Characteristics that make a parka, a parka: 

1. An insulated hood. It’s essential to trap all the heat leaving your neck.

 2. Oversized (either by design, or you buying a size up from your regular clothing size) to trap the heat coming off of you. 

3. Ideally, a double separating zipper. This is especially useful if you are belaying with it on, it enables access to one’s tie & clip in points for partner checks.  

4. Big internal pockets to store spare gloves, snacks, and other odds ‘n ends (ski skins for you skimo freaks out there) out of the cold. 

I’ve used a bunch. I have a Patagonia DAS parka that’s eleven years old and still going strong. I use an Arcteryx Nuclei SV for technical objectives, and a Feathered Friends Khumbu parka when things get arctic.

Below is a sample matrix of how I layer for different temps and levels of activity. This all assumes fairly good weather, without heavy/wet preciptation. Your mileage may vary.

Ambient TempWarmBaselayerBaselayerBaselayerBaselayer
Mild chillBL+FleeceBL+SLBaselayerBaselayer
Moderate ColdBL+ fleece+SweaterBL+FLBL+SLBL+shell
Considerable ColdBL+Sweater+PKABL+FL+SLBL+FL+SLBL+Fleece
Extreme ColdBL+FL+SW+PKABL+fleece+Sweater+shellBL+SweaterBL+Fleece+Sweater

My lower half is similar, but simpler:

LJ bottoms- I only bring these out if the temps are below 20* F, or if I’m going to be stationary for most of the day (toproping ice on a north facing crag), synthetic or wool. I’m a fan of Icebreaker merino stuff. I like wool on my legs, less so on my top.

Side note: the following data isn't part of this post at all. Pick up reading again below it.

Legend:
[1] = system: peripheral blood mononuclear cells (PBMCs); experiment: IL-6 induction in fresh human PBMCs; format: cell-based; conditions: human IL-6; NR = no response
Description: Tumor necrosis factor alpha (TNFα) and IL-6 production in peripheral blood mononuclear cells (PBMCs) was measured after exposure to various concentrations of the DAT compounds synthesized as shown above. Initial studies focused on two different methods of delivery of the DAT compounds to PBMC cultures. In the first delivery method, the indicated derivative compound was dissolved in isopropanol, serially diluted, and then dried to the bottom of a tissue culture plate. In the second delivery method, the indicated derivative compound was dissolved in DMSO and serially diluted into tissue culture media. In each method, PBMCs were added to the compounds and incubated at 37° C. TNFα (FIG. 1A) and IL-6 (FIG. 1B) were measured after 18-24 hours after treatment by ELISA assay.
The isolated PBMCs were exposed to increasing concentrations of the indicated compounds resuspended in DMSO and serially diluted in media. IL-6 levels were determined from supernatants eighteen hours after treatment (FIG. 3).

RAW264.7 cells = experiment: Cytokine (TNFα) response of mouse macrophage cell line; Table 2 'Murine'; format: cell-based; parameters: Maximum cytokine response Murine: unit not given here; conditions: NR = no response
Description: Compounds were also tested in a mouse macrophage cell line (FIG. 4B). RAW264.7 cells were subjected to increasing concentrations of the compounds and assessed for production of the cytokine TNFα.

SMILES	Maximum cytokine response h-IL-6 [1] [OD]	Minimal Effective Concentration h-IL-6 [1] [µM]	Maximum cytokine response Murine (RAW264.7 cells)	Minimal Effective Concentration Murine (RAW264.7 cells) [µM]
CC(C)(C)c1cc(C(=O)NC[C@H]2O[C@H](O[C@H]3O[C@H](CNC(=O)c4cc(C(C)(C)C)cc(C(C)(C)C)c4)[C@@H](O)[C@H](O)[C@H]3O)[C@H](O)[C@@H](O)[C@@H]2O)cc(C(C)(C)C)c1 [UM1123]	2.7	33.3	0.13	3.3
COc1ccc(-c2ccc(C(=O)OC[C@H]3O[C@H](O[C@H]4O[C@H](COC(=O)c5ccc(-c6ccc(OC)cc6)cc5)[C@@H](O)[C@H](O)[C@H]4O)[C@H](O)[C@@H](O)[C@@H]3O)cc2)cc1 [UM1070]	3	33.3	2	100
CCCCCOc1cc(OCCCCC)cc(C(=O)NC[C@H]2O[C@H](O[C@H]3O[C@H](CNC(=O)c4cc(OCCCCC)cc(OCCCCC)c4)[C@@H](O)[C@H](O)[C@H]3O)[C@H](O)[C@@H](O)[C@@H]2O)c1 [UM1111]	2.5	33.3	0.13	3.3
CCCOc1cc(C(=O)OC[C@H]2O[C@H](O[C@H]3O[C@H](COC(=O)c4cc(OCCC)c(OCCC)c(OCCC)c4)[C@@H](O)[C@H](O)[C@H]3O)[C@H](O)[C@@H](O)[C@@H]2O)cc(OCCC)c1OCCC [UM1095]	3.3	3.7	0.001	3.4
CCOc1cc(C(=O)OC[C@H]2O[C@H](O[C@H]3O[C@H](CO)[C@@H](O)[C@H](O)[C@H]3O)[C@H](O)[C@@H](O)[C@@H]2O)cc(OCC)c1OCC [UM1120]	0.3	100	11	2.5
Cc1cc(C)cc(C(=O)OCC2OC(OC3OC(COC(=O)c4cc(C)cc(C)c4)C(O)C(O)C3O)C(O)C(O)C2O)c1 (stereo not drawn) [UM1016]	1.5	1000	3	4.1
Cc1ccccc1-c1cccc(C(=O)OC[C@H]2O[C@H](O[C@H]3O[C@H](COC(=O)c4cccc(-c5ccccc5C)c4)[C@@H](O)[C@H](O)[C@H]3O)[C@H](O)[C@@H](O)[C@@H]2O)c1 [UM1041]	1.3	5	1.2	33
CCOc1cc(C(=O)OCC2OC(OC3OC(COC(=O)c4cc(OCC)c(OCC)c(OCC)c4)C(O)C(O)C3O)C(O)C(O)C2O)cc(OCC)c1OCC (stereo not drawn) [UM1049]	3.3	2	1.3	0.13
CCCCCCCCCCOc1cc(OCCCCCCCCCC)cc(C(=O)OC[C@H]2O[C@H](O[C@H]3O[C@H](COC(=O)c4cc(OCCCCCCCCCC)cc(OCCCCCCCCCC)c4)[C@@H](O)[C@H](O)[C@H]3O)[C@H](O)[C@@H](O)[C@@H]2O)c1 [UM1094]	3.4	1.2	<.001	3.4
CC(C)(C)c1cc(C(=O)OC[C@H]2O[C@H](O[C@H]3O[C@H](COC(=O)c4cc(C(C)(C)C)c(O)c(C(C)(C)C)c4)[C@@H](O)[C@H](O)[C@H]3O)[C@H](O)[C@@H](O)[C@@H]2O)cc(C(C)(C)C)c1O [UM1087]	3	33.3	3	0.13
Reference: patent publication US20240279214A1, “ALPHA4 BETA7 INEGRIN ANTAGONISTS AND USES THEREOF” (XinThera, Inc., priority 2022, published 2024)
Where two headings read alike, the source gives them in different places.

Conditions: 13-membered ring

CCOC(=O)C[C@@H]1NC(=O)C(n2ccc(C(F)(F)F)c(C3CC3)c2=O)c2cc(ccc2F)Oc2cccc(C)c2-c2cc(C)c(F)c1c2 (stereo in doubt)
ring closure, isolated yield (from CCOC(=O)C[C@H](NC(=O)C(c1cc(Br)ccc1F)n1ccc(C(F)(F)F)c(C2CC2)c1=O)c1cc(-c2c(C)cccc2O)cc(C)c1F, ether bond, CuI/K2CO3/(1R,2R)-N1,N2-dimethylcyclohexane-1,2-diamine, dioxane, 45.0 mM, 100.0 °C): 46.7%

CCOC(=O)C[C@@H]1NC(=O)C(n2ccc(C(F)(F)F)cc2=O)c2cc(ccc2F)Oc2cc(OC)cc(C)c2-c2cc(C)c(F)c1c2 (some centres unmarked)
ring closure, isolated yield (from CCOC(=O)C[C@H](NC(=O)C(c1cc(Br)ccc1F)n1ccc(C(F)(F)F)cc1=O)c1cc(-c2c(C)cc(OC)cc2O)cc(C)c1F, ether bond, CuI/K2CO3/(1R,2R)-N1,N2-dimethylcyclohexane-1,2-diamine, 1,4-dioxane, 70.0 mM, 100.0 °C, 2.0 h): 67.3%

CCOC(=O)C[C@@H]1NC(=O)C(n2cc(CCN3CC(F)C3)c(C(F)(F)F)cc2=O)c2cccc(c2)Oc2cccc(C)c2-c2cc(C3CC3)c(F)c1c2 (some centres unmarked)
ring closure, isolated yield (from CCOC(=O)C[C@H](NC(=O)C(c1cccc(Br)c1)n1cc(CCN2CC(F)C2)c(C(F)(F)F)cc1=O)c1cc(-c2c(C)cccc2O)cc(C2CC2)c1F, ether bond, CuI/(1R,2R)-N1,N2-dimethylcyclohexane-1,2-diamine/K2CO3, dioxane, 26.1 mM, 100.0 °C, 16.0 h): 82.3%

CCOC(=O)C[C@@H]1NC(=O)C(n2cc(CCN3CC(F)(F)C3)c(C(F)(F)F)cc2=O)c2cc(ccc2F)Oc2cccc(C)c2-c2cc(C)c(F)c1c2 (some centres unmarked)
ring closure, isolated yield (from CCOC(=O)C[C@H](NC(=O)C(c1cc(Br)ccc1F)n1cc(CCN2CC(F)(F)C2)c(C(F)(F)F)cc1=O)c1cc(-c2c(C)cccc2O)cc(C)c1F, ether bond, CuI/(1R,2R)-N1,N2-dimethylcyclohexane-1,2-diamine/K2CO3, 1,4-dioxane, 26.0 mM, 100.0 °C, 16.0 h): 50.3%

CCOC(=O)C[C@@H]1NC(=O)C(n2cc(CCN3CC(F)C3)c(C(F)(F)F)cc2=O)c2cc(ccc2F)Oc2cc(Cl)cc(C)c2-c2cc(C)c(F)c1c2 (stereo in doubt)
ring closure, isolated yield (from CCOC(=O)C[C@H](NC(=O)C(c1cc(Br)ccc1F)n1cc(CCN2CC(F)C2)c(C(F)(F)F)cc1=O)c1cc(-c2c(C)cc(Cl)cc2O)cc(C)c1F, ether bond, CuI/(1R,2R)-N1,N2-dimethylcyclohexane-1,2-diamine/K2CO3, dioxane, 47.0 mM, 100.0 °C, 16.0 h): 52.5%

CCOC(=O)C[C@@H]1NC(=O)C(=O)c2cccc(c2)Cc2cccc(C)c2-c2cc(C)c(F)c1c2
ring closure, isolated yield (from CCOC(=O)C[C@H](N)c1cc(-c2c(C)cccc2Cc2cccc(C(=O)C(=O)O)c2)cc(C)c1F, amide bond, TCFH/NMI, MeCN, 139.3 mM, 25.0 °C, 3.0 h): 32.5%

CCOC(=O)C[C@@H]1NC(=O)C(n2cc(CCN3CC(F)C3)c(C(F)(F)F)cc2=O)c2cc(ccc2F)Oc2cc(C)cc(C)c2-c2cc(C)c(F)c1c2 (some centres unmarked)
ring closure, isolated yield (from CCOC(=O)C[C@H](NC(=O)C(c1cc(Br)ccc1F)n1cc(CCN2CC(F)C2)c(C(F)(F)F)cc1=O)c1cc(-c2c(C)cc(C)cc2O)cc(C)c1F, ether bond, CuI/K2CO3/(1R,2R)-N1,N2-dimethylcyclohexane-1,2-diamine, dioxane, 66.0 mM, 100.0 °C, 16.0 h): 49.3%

Softshell pants:  something synthetic, with pockets, and maybe a reinforced kickstep for crampons. Find what fits; trim legs work better to avoid catching a crampon.  I avoid insulated pants for this active layer. The OR Cirque is a reliable choice. 

Hardshell pants- Often, I bring the lightest hardshell pant I can find; it stays in my pack most of the time anyways. Key note: I want them to have full length or ¾ length side zips so I can put them on over my softshells and boots. OR Foray pants are what I’ve used for a decade or so.

Parka pants- I have a pair of synthetic puffy pants, but these are by no means necessary for an entry level mountaineering gear list. Once you buy them down the road, get synthetic. They are gonna get caught on things.

It’s a lot, and we haven’ even covered gloves, head layers, or footwear.  

Buying new stuff is fun, but it’s expensive. Dig through Ebay, Geartrade, your local outdoor consignment store, or last years colors for deals.   Assembling a kit takes time; trust the process. It’ll pay dividends once you find the right tool for the job.  Climbing brands are relaible, but don’t be afraid to look towards other outdoor(think running/fitness brands) for your fleeces, shells, sweaters and baselayers.  There aren’t too many non-climbing companies that offer a parka. That’s a bit of an investment, and I’d save money other places to throw down for the best tool for the job.